Catholic church putting ‘corporate interests above people’
THE Catholic church is once again under fire for putting corporate interests above principles of compassion and care.
This time plans for the demolition of units and the redevelopment of land along Sawtell Road have left elderly residents fearful for their future.
"At my age the thought of finding somewhere else to live is horrifying," 90-year-old resident Lyn Besnard said.
She has lived at Villa Maria for 12 years.
Sawtell Catholic Care CEO Michael Darragh says the units along 115 - 117 Sawtell Rd are becoming quite dilapidated and are posing an increasing health risk as time goes by.
"So we need to address this rebuild as a priority for the safety of all concerned," Mr Darragh said.
"It's great our residents love living there and with us at Sawtell Catholic Care, and I know they hate change and disruption; however, we cannot avoid this in the circumstances.
"Some short term disruption will result in a much improved and safer outcome for everyone."
Residents like Sue Soley don't deny the units are in need of a revamp but say more maintenance should have been done over the years, and that in recent times the church has been putting its corporate interests first.
"We've been here over 10 years and seen very little maintenance carried out," Mrs Soley said.
"We're only renters and we know that but they never used to make us feel that way. We felt like we were considered permanent residents," Mrs Soley said.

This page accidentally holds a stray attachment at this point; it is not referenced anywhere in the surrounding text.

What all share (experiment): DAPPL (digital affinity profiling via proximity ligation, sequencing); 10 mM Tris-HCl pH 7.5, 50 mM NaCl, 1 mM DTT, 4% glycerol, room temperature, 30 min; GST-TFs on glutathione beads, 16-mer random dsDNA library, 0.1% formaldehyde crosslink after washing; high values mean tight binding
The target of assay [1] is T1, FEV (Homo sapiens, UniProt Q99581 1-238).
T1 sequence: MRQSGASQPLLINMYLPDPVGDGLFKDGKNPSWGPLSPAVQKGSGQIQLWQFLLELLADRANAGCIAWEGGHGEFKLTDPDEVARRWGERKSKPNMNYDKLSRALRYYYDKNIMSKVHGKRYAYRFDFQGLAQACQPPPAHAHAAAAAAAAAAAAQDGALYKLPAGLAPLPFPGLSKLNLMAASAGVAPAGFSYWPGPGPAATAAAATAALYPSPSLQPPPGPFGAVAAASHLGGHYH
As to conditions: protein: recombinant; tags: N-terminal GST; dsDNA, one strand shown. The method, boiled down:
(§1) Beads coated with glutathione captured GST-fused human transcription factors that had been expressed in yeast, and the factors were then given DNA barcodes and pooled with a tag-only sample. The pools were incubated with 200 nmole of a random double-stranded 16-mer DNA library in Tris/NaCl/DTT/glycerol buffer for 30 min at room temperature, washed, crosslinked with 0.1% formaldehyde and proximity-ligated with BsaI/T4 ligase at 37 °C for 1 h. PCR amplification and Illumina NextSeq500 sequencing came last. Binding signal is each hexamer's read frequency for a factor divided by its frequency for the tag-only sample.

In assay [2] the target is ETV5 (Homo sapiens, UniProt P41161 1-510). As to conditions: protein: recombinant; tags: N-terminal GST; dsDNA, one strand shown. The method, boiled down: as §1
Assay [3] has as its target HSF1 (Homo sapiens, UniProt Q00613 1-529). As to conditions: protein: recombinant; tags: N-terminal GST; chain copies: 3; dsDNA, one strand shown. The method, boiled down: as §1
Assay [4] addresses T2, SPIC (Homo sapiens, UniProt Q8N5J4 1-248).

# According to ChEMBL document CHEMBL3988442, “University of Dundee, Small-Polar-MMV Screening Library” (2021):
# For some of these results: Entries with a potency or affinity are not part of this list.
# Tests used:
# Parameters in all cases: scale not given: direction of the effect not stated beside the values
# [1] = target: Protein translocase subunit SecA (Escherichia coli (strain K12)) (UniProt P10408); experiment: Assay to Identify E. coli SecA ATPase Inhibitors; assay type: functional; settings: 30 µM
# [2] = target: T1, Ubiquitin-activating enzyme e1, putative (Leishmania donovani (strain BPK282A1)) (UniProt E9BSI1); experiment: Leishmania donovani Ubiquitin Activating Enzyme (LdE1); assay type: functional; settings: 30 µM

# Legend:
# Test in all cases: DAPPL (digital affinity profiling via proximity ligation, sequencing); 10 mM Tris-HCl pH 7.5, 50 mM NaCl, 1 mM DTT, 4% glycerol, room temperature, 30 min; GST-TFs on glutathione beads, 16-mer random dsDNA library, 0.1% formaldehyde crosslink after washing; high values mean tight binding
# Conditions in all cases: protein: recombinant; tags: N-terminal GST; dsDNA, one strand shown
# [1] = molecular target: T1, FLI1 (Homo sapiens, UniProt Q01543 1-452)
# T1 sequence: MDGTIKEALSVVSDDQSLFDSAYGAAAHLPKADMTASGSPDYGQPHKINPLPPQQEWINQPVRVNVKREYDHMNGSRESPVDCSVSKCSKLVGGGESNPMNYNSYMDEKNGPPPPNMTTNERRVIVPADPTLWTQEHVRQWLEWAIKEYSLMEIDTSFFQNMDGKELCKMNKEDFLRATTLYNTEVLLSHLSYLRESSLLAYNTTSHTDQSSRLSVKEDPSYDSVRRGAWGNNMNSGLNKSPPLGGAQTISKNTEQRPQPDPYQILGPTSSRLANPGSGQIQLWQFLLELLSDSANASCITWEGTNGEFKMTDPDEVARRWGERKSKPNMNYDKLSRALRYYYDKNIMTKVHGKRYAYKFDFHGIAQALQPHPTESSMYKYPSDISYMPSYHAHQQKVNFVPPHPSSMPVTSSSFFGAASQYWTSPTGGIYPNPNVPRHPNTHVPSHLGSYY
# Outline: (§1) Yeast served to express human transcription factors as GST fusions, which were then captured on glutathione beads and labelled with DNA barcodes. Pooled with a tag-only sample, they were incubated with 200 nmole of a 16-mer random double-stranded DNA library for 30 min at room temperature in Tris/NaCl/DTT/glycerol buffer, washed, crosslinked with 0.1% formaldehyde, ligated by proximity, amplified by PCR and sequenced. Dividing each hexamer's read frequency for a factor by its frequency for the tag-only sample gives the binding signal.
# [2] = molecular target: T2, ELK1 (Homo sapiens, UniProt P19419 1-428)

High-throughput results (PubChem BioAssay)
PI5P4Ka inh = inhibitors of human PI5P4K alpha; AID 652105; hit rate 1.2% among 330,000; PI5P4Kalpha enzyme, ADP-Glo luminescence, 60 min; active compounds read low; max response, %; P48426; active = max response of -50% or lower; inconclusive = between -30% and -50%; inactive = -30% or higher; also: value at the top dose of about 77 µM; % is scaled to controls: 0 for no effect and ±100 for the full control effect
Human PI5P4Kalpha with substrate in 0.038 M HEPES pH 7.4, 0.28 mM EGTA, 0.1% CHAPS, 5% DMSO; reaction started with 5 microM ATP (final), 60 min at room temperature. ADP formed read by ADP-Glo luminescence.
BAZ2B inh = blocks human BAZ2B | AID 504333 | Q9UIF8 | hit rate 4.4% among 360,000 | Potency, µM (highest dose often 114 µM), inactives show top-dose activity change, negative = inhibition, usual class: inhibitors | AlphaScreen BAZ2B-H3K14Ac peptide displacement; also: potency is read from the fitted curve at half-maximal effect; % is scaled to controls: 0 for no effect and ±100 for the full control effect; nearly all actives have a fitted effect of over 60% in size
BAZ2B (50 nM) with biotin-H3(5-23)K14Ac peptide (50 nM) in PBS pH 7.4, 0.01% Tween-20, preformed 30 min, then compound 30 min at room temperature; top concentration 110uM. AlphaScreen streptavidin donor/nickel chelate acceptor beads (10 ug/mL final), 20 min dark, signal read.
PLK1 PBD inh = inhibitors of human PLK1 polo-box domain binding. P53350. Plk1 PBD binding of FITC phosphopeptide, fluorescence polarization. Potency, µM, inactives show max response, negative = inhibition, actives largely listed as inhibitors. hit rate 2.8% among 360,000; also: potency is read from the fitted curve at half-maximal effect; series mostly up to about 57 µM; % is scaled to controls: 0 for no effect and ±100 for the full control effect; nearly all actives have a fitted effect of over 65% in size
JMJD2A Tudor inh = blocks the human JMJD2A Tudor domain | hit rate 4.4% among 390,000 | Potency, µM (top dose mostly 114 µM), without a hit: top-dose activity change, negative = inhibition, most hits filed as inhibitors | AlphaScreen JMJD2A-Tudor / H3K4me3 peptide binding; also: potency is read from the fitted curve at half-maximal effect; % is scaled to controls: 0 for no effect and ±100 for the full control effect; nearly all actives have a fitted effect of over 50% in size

Mr Darragh says residents will be offered assistance in finding alternative accommodation while the rebuild takes place.
But residents like Joe Ilk have little confidence given his experience in recent years.
"Over the past two years they've gradually withdrawn services and they're not living up to their motto of 'we care'," Mr Ilk said.
"They're putting corporate interests above people. They say they will assist us but when you ring it's very hard to get through and when I did get through to ask for help finding alternative accommodation I was told they were compiling a list."
A letter to residents on June 26 stated a development application for the site will be submitted to Council by the end of this year, with a projected demolition potentially occurring in early 2021, subject to approval.
It also states former residents will be given first preference and priority for a brand new unit subject to eligibility criteria regarding financial disadvantage, as per current arrangements.
The latest plan comes in the context of several other controversial church developments in the region.
Recently three Coffs Harbour City Councillors lodged a rescission motion to stop approval for eight units on a corner block between Boronia and Honeysuckle Streets and Fourth Ave near the Sawtell Catholic Church.
The rescission motion was overturned meaning the development can now go ahead.
The church is also fighting Council on the approval of 52 units in Woolgoolga. Heights exceed limits and there are concerns in relation to parking and flooding on the low lying block.
Not happy with Council's decision to defer the Woolgoolga DA to carry out a second round public consultation the church will now bypass Council and take the $21.5m proposal straight to the State Government.
Sawtell Catholic Care CEO Michael Darragh is meeting with Villa Maria residents on Tuesday.